Good morning (or whenever you happen to be reading this).
It's time for another glimpse into the world of "Saturday" the book. In this episode, we're on page 26. It's getting to be late afternoon (probably somewhere around 4:00, but it's always a little hard to tell what time it is on Saturday). India's had a fairly run of the mill day: finding a dog named Porkchop, meeting a traveling circus, falling into a storm drain, etc. Just usual weekendy stuff.
And now India's headed back in the direction of home, though there will probably be another odd detour before she gets there:
One of the leitmotifs of this book is how lonely it feels to be stuck. Have you ever had your car break down on the side of the highway? You didn't feel alone moments before when you were driving faster miles an hour. But now that you're standing next to your gasping chariot, it feels like you're stranded on a desert island. The cars flash by (you don't realize how fast they're going until you're not) and suddenly it occurs to you that every single one of those cars is driven by a stranger.
Years ago, I was driving with a friend when my car broke down on the side of the highway. One half of the drive shaft literally fell off and started dragging on the asphalt. It was just starting to get dark and we were a ways from home. There were no houses or businesses anywhere nearby. We stood by the car, not sure what to do (this was before cell phones and we had both forgotten our telegraphs that day). I started to worry that we'd have to walk for miles along the highway in the dark to find help. But, as luck would have it, a police officer stopped and radioed for a tow truck driver. The police officer drove away, assuming the tow truck driver would show.
We waited. The wait for help to arrive seems infinitely longer than any other kind of waiting.
It was now fully dark and I wondered if the tow truck would ever show. And then, on the horizon, our tow truck appeared. Home and safety suddenly felt much, much closer. The truck pulled up next to us and out stepped Jerry, a big fat guy who immediately started yelling at the passing cars. Cars whose drivers could not possibly hear him, as they were going 60 mph. Home, which had been several miles away, was starting to feel further away than ever. We exchanged a few pleasantries with Jerry about the upcoming polo season, Milan Kundera, and the rather disappointing wines that year. By which I mean Jerry told a couple of absolute strangers how much he hated his job and his dispatch.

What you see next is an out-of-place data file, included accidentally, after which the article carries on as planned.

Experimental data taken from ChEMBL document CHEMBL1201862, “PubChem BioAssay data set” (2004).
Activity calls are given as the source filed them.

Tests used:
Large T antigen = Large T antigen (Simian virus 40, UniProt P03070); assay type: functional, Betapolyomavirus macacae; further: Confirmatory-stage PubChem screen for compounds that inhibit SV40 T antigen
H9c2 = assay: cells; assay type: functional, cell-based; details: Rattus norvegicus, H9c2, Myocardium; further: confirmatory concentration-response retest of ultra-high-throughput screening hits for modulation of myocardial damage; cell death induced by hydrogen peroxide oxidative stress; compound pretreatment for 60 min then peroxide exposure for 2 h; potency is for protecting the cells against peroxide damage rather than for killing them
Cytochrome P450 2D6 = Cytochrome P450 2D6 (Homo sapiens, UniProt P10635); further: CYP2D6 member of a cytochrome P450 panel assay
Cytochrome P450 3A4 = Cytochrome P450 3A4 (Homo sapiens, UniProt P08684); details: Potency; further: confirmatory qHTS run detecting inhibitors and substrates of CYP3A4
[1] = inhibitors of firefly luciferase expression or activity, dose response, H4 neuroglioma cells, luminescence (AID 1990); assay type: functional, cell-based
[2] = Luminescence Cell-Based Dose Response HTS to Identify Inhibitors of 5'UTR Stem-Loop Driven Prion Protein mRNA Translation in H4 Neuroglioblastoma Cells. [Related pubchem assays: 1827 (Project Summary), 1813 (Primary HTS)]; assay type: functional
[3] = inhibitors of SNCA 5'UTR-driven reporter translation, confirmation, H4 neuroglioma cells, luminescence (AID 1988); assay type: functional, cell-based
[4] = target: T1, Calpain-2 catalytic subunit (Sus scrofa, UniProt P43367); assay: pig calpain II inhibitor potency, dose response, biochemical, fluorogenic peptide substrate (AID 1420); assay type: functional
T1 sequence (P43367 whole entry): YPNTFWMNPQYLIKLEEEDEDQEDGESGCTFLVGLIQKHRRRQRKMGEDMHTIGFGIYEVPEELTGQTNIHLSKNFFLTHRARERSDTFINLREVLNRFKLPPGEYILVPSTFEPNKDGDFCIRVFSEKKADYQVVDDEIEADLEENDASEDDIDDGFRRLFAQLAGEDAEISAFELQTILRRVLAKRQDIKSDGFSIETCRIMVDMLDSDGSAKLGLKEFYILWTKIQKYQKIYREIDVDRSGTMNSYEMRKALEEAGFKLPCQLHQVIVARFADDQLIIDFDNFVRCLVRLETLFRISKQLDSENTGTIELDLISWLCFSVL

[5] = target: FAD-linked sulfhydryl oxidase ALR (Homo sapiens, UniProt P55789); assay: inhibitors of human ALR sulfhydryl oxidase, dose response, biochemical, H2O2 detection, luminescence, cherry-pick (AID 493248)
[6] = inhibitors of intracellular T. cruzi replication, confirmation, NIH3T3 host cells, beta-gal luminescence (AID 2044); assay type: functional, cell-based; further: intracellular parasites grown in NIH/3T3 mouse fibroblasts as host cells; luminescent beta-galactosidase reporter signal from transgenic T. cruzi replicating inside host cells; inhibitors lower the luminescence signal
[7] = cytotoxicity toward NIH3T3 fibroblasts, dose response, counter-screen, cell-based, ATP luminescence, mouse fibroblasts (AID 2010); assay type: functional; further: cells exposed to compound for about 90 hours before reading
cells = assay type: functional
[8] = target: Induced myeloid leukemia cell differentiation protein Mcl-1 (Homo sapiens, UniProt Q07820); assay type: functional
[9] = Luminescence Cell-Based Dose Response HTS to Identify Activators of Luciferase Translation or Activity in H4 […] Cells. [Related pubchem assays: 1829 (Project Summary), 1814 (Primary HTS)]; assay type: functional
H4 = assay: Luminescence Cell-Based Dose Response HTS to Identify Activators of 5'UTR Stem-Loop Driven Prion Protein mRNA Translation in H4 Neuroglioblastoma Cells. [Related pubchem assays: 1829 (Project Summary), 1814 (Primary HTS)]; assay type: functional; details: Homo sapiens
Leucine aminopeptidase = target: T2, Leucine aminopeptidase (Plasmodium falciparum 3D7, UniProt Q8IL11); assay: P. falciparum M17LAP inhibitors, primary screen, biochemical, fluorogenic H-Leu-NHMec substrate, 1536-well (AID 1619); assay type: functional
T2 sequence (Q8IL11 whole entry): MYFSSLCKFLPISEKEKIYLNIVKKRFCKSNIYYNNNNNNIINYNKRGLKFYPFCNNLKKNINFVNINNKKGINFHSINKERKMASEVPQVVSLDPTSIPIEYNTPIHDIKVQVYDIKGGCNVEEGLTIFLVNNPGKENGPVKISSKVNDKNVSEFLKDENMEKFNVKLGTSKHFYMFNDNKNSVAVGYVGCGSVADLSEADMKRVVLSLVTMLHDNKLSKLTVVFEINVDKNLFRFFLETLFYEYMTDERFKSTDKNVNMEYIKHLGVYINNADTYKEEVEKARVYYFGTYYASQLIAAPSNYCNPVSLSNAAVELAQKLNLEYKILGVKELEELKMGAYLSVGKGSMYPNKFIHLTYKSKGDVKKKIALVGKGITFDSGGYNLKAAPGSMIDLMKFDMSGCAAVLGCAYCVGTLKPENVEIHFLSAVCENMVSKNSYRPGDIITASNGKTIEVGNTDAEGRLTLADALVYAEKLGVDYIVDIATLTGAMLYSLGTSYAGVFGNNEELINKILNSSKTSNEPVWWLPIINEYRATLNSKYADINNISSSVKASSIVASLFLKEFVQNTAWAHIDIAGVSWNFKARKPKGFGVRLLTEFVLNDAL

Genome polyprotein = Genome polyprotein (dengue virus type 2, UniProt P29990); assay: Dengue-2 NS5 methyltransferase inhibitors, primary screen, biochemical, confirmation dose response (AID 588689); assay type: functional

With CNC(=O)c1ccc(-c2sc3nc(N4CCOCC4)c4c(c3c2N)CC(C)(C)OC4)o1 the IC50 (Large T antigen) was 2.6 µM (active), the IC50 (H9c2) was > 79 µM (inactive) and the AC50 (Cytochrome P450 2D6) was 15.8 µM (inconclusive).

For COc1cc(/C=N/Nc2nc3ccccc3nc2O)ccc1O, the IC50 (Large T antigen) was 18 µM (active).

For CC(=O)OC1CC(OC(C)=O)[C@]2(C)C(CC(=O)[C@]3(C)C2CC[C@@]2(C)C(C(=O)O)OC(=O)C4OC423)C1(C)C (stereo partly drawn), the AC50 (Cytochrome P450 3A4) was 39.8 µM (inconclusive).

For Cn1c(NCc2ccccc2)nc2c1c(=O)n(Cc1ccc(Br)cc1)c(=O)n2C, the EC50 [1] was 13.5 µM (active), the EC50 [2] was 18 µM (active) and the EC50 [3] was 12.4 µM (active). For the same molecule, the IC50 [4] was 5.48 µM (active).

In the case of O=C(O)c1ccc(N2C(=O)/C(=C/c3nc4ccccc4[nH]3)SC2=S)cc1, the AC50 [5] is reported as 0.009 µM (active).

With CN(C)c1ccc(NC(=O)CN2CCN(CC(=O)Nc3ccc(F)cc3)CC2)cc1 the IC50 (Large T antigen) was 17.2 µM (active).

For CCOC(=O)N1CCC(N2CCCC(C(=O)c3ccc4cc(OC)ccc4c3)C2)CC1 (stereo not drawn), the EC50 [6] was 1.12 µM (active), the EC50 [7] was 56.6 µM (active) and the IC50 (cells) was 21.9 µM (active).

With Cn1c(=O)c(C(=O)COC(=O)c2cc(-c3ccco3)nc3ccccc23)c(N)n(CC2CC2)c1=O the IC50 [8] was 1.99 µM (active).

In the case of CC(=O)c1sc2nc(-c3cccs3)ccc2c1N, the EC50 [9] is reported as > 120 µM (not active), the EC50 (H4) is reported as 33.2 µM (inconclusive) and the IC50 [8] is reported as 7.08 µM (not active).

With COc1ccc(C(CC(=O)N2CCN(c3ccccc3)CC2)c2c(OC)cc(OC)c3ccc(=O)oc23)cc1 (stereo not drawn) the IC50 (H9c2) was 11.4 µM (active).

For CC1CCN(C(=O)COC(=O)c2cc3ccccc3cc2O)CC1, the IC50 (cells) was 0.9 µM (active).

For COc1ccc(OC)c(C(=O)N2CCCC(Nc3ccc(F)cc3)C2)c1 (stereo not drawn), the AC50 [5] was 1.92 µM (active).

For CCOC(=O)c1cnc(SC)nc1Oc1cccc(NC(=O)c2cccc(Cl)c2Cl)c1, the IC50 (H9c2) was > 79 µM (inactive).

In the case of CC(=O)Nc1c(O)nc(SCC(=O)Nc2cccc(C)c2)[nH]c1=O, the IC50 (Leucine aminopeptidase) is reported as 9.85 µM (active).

With that, Jerry bent to his work. In doing so, he exposed his crack like a cartoon plumber. My friend immediately produced a pencil and held it above Jerry, pantomiming the infamous pencil drop joke. Being fluent in pantomime, I gestured back that this guy was our ride back to civilization and we probably shouldn't alienate him.
Our car hooked up, we all climbed into the cab of Jerry's truck for some paperwork and olfactory adventure. Jerry popped a little soothing Megadeath into the cassette player of his dash while we filled out some forms. After a little more career advice ("Don't ever be a tow truck driver; it's such a pain in the @$$."), Jerry kicked us out of the cab and drove away.
And we walked back home along the highway in the dark.
Help doesn't always come in the form you expect or even the form you want. But it's usually not as far away as you think. So the next time you're stuck somewhere or somehow and feeling small and isolated, just remember that the universe has already radioed in and Jerry is on his way.
Also, in case you were wondering, I took Jerry's advice and decided not to become a tow truck driver (so far). So it's kind of like Jerry helped me out twice.